Jacinda Ardern has declared that “Australia has to answer to the Pacific” on climate change, saying that New Zealand is doing what it can to limit global emissions to 1.5C and expects other nations to do the same.
However, the New Zealand prime minister stopped short of saying New Zealand would throw its weight behind the smaller Pacific nations who are urging Australia to commit to a rapid transition from a coal-based economy at this year’s Pacific Islands Forum.
“Issues around Australia’s domestic policy are issues for Australia,” she said, when asked about Australia’s coal use.
Ardern said she had “every expectation that this Pacific Islands Forum will be dominated by climate change” and reiterated her government’s commitment to reducing emissions, citing the goal of reaching net zero carbon emissions by 2035, which is currently working its way through New Zealand parliament.
“Like our Pacific Island neighbours, we will continue that international call, we will continue to say that New Zealand will do our bit and we have an expectation that everyone else will as well; we have to.”
Pacific leaders have this week been urging Australia to commit to urgent action to reduce emissions.
On Monday, the Fijian prime minister, Frank Bainimarama, appealed to Australia in a speech “to do everything possible to achieve a rapid transition from coal to energy sources that do not contribute to climate change”, saying it posed an “existential threat” to Pacific islands.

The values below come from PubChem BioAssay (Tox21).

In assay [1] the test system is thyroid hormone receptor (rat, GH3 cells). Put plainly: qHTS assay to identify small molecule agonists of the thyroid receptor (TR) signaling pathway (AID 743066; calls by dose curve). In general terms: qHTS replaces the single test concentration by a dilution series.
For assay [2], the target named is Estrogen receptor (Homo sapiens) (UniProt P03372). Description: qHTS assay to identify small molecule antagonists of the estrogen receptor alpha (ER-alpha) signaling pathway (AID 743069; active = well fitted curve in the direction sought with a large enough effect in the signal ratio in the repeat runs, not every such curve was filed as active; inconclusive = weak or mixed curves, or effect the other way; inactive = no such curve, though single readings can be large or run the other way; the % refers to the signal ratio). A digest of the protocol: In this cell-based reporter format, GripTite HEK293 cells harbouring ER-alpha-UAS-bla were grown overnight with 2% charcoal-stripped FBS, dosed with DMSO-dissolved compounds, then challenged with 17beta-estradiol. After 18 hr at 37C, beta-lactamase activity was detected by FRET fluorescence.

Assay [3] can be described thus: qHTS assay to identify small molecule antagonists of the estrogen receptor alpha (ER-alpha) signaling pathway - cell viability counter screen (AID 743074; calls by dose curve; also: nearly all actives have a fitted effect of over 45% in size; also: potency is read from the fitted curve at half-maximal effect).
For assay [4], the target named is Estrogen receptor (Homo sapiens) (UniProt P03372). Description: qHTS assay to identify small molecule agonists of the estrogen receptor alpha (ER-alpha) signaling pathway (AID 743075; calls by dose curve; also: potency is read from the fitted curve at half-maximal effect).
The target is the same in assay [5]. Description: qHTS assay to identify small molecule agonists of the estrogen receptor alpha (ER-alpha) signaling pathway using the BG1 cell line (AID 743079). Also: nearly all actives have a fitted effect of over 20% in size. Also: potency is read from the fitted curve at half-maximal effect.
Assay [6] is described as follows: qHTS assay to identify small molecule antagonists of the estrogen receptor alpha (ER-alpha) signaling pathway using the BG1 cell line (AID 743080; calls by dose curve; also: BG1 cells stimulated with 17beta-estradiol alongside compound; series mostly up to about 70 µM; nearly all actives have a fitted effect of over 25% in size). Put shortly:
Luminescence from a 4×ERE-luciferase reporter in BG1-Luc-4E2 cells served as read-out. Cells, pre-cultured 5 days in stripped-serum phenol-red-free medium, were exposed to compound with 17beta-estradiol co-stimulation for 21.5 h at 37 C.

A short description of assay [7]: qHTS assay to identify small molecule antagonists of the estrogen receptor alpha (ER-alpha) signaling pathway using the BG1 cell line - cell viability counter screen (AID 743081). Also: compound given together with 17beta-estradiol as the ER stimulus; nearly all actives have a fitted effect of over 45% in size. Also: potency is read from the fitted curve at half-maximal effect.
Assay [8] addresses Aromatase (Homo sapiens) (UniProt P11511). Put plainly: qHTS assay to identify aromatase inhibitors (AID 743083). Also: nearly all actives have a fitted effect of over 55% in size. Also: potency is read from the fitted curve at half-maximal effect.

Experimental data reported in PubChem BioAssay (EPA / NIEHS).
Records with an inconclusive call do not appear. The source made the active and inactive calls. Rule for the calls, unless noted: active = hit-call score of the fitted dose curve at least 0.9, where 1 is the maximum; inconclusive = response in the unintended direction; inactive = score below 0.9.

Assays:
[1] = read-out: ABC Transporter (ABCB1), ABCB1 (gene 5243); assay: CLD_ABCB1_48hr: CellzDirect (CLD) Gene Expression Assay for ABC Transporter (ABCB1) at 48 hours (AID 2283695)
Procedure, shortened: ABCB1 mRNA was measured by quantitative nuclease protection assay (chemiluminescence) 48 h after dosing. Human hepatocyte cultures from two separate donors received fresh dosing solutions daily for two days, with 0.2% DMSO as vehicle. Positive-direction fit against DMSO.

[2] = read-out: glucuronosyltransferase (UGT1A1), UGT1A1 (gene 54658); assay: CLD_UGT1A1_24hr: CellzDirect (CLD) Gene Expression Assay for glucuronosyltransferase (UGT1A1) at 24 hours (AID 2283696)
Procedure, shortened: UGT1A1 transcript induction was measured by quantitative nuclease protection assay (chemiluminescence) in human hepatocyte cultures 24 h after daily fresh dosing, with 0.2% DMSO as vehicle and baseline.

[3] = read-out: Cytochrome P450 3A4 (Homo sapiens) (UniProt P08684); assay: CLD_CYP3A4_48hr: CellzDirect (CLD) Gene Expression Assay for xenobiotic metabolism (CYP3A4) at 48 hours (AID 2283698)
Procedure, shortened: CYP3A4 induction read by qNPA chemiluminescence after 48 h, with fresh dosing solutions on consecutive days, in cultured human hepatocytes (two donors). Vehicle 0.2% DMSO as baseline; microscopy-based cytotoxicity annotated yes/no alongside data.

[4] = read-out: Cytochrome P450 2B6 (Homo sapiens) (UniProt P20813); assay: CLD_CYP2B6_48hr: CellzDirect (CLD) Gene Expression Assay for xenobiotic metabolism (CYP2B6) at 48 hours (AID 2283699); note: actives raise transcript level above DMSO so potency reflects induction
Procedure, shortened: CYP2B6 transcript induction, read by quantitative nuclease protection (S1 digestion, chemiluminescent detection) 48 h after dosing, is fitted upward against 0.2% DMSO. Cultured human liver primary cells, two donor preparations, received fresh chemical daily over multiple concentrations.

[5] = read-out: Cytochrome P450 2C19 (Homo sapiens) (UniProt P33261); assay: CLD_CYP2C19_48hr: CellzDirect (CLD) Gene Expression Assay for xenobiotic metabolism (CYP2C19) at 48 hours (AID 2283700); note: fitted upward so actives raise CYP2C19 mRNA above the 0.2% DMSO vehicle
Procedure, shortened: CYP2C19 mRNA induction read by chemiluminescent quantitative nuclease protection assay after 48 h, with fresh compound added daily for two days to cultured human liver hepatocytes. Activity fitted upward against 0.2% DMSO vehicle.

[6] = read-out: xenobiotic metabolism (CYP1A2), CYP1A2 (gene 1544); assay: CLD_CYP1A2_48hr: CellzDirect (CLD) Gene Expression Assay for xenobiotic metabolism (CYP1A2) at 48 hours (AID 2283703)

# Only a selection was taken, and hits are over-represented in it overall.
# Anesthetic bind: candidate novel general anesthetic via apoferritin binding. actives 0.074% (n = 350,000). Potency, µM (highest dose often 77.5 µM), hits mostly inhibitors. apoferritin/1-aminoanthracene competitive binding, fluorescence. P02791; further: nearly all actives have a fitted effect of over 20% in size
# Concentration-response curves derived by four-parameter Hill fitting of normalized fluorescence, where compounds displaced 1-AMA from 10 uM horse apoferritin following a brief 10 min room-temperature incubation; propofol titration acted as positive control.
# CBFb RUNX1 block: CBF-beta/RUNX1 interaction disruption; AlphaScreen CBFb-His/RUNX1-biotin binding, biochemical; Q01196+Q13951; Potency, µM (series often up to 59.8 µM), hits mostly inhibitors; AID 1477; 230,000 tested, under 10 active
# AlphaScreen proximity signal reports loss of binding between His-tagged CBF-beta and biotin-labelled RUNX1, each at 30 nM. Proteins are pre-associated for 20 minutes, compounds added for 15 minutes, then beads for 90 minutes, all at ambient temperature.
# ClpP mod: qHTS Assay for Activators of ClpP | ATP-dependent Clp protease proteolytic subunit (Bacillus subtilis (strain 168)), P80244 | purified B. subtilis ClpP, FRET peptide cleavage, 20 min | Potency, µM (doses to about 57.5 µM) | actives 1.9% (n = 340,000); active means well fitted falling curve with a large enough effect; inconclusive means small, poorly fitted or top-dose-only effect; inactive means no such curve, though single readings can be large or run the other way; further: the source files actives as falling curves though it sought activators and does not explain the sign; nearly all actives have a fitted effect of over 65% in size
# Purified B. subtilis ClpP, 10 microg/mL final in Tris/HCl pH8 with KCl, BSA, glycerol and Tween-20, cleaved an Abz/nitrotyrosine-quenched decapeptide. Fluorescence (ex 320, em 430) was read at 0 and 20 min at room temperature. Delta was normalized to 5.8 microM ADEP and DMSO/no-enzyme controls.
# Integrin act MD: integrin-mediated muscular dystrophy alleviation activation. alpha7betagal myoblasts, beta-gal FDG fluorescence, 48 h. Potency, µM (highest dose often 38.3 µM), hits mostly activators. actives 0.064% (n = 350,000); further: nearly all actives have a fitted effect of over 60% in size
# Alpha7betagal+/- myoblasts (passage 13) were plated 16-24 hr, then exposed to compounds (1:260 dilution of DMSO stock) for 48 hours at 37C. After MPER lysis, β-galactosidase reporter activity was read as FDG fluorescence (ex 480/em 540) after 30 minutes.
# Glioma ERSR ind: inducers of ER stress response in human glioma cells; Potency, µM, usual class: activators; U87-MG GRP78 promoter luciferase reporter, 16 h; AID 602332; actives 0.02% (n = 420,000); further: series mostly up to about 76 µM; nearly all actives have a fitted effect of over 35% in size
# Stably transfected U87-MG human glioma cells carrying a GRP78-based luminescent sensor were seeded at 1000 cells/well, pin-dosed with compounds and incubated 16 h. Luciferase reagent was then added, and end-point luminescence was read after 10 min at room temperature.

Ardern refused to comment on reports that Australia has been attempting to water down the language on climate change in the communique that is due to come out of the PIF on Thursday after the leaders’ retreat.
Climate Home News reported that an annotated draft of the Pacific Islands Forum declaration showed Australia trying to suppress references to the climate “crisis”, 1.5C, carbon neutrality, a ban on new coal plants and phasing out of fossil fuel subsidies.
Greenpeace said that Australia’s plans to water down the communique could see it become “the pariah of the Pacific”.
“How does Morrison reconcile calling the Pacific family while he persistently ignores our demands for Australia to reduce its emissions?” said Joseph Moeono-Kolio, Greenpeace’s head of Pacific.
Scott Morrison, who touched down in Funafuti about an hour after Ardern, set a positive tone in his first public speaking appearance, at the launch of a Pacific skills portal, at which he did not take questions.
Morrison said the Pacific Islands Forum was a “family gathering” and that “when families come together they talk about the stuff that matters, that’s most important to them. Over the next few days that’s exactly what we’ll do.”
His only reference to what are anticipated to be heated debates on the climate crisis was to say the leaders would be “talking about the future of our environment” as part of their discussions, as well as the future of our economies and jobs.
Morrison cited his government’s renewed focus on the region, the so-called Pacific Step-Up, saying, as he has several times before: “If you’re going to step up you have to show up, and Australia’s going to show up, we’re not just going to show up here, we’re going to show up for the hard conversations, the good conversations, the family conversations that we have, that’s very much the spirit with which we’re engaging.”